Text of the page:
After recovering from OCD, I’m sharing my experiences through theatre: Presenting “I’m Just a Little Bit OCD”
I started experiencing OCD symptoms very early, around the age of 5. One of my earliest OCD memories is being convinced every day that I was going to die.
These fears stuck with me for years—I remember once telling a friend in French class that I thought I was having a heart attack, and it felt so real. I can still imagine the prickling sensation in my left arm, a sense of chest pain, and my heart racing. On reflection, these must have been the result of anxiety from OCD. Even today, I imagine similar alarming sensations and become convinced that I feel them physically.
Since childhood, I have gone through many different themes of OCD. In my teen years, I began getting violent, offensive, and disturbing thoughts and images every day, on an hourly basis. At this point, I didn’t know I had OCD; I just thought that I must be a terrible person who wanted, deep down, for horrific things to happen to the people I loved most.
To this day, that was one of the hardest themes I have experienced. At the time I, like many others, thought OCD was simply a passion for cleaning and organizing. I had no way to explain what was causing me so much distress, other than to share my thoughts with others, which felt like a one-way ticket to prison. I felt like I couldn’t take the risk.
The long journey from diagnosing myself to eventually finding effective treatment
I diagnosed myself at age 17 from a Wikipedia page about OCD that I was reading for a college project—a discovery process I would not recommend. This was in 2011, when mental health wasn’t spoken about as much, but this article, despite its inaccuracies, gave me hope and the knowledge that I had mental illness and wasn’t just a dangerous, evil person as I had feared.
Over the next few years, my symptoms slowly disappeared—or so I thought. When I started university, the main theme of my thoughts had changed from disturbing and violent thoughts to moral scrupulosity. At the time, as I hadn’t had any formal diagnosis or treatment, I thought I had beaten OCD and was trying to be a “good person.” This made it hard for me to watch comedy shows, which I had previously loved.
It wasn’t until a friend with knowledge of OCD explained to me that “if you feel anxious and guilty watching comedy shows, and then feel compelled to tell everyone you don’t like what is being said because you feel responsible for what they are saying, maybe you still have OCD?”
It was such a “lightbulb moment”: OCD had been there the whole time! So I finally went to get some help. For a while, I did talk therapy and CBT, but no one gave me an OCD diagnosis—they just treated me for anxiety. All the while, my life was still being ruled by obsessions, compulsions, and avoidance.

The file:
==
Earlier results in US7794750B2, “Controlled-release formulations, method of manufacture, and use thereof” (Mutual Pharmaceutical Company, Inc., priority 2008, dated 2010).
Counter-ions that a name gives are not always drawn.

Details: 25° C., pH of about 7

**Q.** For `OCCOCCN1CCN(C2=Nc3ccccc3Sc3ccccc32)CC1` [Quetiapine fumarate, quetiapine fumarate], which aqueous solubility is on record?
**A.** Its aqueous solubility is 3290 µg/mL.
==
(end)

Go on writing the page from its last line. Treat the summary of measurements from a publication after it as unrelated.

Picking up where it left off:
Eventually, I got some help with the NHS, a full 21 years after I had started experiencing symptoms and 9 years after I had self-diagnosed. I began to feel hopeful and could see improvements. I could even watch standup comedy comfortably again.
Then March 2020 happened, and my theme shifted again—this time, to responsibility around COVID. That’s when I found NOCD. It must have taken about a week from my very first inquiry to setting up my first appointment. I couldn’t believe this, as I was used to waiting months to get help!
My NOCD therapist gave me an official diagnosis in our first session and worked with me each week to achieve realistic and personalized goals. If something wasn’t working, I could contact my therapist between sessions to come up with a solution rather than having to wait a week feeling frustrated. The app that accompanied my treatment provided resources to help when I experienced a spike and ways to set out your ERP goals in a clear and easy to follow way. I honestly can’t recommend NOCD enough (please visit https://info.treatmyocd.com/bit-ocd-play for information on treatment options).
Sharing my experiences through theatre
Over the last 4 years, as I’ve battled OCD and learned to manage it, I’ve been dedicated to sharing my experiences with others, so more people can understand what OCD is really like. Connecting my personal experience with OCD and my passion for theatre, I wrote an original play called “I’m Just a Little Bit OCD,” and Concept Theatre is bringing it to the stage in June 2022!
Concept Theatre, where I am co-Artistic Director, is an award-winning theatre company in the UK specializing in creating high-quality, innovative theatre with various styles for audiences of all ages. “I’m Just a Little Bit OCD” follows sisters, Tilly and Grace, through episodic scenes. Tilly starts having intrusive thoughts about harming her family, quickly dragging her into cycles of compulsions and isolation, and the sisters learn to come to terms with Tilly’s new reality.
Alongside their story, brutally honest but comedic monologues are performed by Matilda, a podcaster and OCD advocate, performing a live show directly to the audience. Filled with anxiety and frantically searching for answers, Tilly comes across a podcast all about intrusive thoughts and OCD. It is only now, sitting in the audience, that she can begin to reflect on her own journey from discovery to diagnosis, and finally, recovery.